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Maybe it helps function wpcodex_filter_main_search_post_limits( $limit, $query ) { return 'LIMIT 0, 100'; } add_filter( 'post_limits', 'wpcodex_filter_main_search_post_limits', 10, 2 ); More: post_limits filter


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Try this code that will helps you display only 10 pages. This is code where you want to display the post: <?php $paged = (get_query_var('paged')) ? get_query_var('paged') : 1; $args = array( 'post_type' => 'property', 'posts_per_page' => 10,'paged'=> $paged,'orderby'=> 'meta_value_num','order'=> 'DESC'); $loop = new WP_Query( $args ); ...


2

Before I start, do not use get_posts for paginated queries. get_posts legally breaks pagination, and does not return the query object. If you need to paginate queries, use WP_Query As for your issue, I really don't think limiting the total overall amount of posts to only 100 is possible when you involve pagination. The only scenarios I can think of is: ...


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I think do you mean GROUP Post by category/taxonomy NOT SORT. Here, Is a code to GROUP by category/taxonomy $terms = get_terms( 'my_cat_name' ); Here, cat_name name is the name of taxonomy, When you register it like this: e.g. register_taxonomy( 'my_cat_name', array( 'custom_post_name' ), $args ); Use it in Query e.g.: $args = array( ...


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You can't change the DESC to ASC "within the IF statement". The query has already ran at that point. I don't really understand what the code is meant to do though. I don't really see that code ever producing the pattern you describe. Specifically, I don't understand what the shortcode strings or for or how that is supposed to work. However, I can duplicate ...


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I think the query we run is maybe limited in some way... So far as I know, your query and the processing you do of the results is going to be limited by server resources-- memory, etc-- not by WordPress other than the WordPress defined PHP memory limit, to some extent. You can try altering that and see if it helps. Otherwise, you will need help from ...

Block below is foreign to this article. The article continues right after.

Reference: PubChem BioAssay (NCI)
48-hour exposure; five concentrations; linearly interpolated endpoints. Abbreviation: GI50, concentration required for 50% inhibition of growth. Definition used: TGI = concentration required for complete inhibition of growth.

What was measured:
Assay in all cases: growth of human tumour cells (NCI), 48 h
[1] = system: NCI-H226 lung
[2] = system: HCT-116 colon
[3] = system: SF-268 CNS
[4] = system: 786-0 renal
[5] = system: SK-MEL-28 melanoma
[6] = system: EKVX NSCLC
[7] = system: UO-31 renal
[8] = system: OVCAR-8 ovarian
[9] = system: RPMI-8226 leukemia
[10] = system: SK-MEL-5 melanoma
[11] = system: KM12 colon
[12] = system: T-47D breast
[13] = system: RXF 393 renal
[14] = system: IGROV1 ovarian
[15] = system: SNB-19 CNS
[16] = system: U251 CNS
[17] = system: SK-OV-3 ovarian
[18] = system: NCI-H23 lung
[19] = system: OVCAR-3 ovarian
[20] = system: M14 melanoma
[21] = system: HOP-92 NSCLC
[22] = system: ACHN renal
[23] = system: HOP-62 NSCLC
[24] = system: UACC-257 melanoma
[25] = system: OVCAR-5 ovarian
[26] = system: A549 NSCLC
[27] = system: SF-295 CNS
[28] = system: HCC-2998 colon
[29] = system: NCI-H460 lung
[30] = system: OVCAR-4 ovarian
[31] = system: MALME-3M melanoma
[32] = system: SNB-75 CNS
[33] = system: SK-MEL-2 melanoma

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Yeah I think it works with limited no of items, I have also find similar issue with wp_query, on my client's site, there are 20,000+ products were there, btw I did resolve this by executing sql query,instead of wp_query. ;)


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Absolutely. Since you can instantiate to a variable a query you can do it as much times as you want. Of course query loops require a lot of connections to the database so you have to be careful. Very often if you need many subqueries it basically means that your workflow can be enhanced in some way. Example of a subquery: $some_posts = new WP_Query(); ...


1

Try "bootstrapping" WordPress for your custom script first: include '../../../wp-load.php' (you might need to adjust the path for your needs). Then you can safely use the $wpdb class, such as $wpdb->get_results and other goodies. Don't forget to escape/clean your incoming data, if any. WordPress documentation on $wpdb PS: always try to use "builtin" ...